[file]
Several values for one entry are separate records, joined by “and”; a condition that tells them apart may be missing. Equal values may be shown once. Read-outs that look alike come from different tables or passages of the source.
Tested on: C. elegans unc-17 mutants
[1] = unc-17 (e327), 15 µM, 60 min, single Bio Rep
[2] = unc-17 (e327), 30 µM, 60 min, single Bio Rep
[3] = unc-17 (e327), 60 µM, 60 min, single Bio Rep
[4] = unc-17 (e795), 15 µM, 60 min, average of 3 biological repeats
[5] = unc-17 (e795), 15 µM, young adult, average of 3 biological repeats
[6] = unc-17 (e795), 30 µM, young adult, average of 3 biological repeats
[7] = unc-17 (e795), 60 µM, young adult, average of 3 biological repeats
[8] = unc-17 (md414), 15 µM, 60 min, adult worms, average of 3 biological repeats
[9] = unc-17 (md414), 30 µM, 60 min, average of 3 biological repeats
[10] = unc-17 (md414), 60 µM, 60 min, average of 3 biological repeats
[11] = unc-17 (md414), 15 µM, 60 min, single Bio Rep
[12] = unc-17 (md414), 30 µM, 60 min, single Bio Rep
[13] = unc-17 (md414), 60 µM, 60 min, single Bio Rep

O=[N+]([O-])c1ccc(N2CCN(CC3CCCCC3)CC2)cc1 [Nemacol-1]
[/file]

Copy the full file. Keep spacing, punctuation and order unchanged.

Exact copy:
Several values for one entry are separate records, joined by “and”; a condition that tells them apart may be missing. Equal values may be shown once. Read-outs that look alike come from different tables or passages of the source.
Tested on: C. elegans unc-17 mutants
[1] = unc-17 (e327), 15 µM, 60 min, single Bio Rep
[2] = unc-17 (e327), 30 µM, 60 min, single Bio Rep
[3] = unc-17 (e327), 60 µM, 60 min, single Bio Rep
[4] = unc-17 (e795), 15 µM, 60 min, average of 3 biological repeats
[5] = unc-17 (e795), 15 µM, young adult, average of 3 biological repeats
[6] = unc-17 (e795), 30 µM, young adult, average of 3 biological repeats
[7] = unc-17 (e795), 60 µM, young adult, average of 3 biological repeats
[8] = unc-17 (md414), 15 µM, 60 min, adult worms, average of 3 biological repeats
[9] = unc-17 (md414), 30 µM, 60 min, average of 3 biological repeats
[10] = unc-17 (md414), 60 µM, 60 min, average of 3 biological repeats
[11] = unc-17 (md414), 15 µM, 60 min, single Bio Rep
[12] = unc-17 (md414), 30 µM, 60 min, single Bio Rep
[13] = unc-17 (md414), 60 µM, 60 min, single Bio Rep

O=[N+]([O-])c1ccc(N2CCN(CC3CCCCC3)CC2)cc1 [Nemacol-1]